Review - All the Light We Cannot See by Anthony Doerr
By Carmen, 8 January 2019
My Copy of the Book
Year Published: 2015
Genre: Historical Fiction
Marie-Laure has been blind since the age of six. Her father builds a perfect miniature of their Paris neighbourhood so she can memorize it by touch and navigate her way home. But when the Nazis invade, father and daughter flee with a dangerous secret.
Werner is a German orphan, destined to labour in the same mine that claimed his father’s life, until he discovers a knack for engineering. His talent wins him a place at a brutal military academy, but his way out of obscurity is built on suffering.
At the same time, far away in a walled city by the sea, an old man discovers new worlds without ever setting foot outside his home. But all around him, impending danger closes in.
Doerr’s combination of soaring imagination and meticulous observation is electric. As Europe is engulfed by war and lives collide unpredictably, ‘All the Light We Cannot See’ is a captivating and devastating elegy for innocence.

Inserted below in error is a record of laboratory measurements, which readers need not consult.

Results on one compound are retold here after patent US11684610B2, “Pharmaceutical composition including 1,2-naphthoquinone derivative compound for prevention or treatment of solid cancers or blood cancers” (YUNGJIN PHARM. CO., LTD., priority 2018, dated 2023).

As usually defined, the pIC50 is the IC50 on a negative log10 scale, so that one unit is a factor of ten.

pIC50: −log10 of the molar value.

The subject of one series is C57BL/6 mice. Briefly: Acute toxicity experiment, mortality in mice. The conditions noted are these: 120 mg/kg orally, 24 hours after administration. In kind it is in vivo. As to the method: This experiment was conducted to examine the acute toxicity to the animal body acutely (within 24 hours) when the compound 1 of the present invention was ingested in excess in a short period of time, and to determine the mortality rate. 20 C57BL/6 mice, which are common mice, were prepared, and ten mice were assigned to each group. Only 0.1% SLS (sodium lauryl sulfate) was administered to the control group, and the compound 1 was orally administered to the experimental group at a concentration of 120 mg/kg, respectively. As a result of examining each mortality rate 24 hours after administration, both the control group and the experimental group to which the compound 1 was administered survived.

About the Author:
Anthony Doerr has won numerous prizes for his fiction, including the 2015 Pulitzer Prize. His most recent novel, All the Light We Cannot See, was named a best book of 2014 by a number of publications, and was a #1 New York Times Bestseller.
Connect with the Author:
Twitter: Anthony Doerr Twitter
Facebook: Anthony Doerr Facebook
Author Website: Anthony Doerr Author Website
Buy the Book:
Amazon: Amazon Purchase Link
My Take on the Book:
One thing I feel that this author does well is describe war very well; and has a very subtle writing style. This is a slow book that has a steady pace – this book is set against the backdrop of WW2, so if you prefer faster paced books, you might not like this one. I kept on expecting something big to happen, and that didn’t quite happen.
A lot of this book is quite sober, and the part I enjoyed the most is the section at the end after the war. You also don’t get a huge amount of insight into the characters; especially in terms of what they think about the war, there’s also some things that are left open-ended; as if the reader must decide for themselves how things went. I ended up giving this leisurely book a three star rating.
Even though this book wasn’t quite for me; there were still some aspects of it that I appreciated. I will consider picking up another book by this author in the future.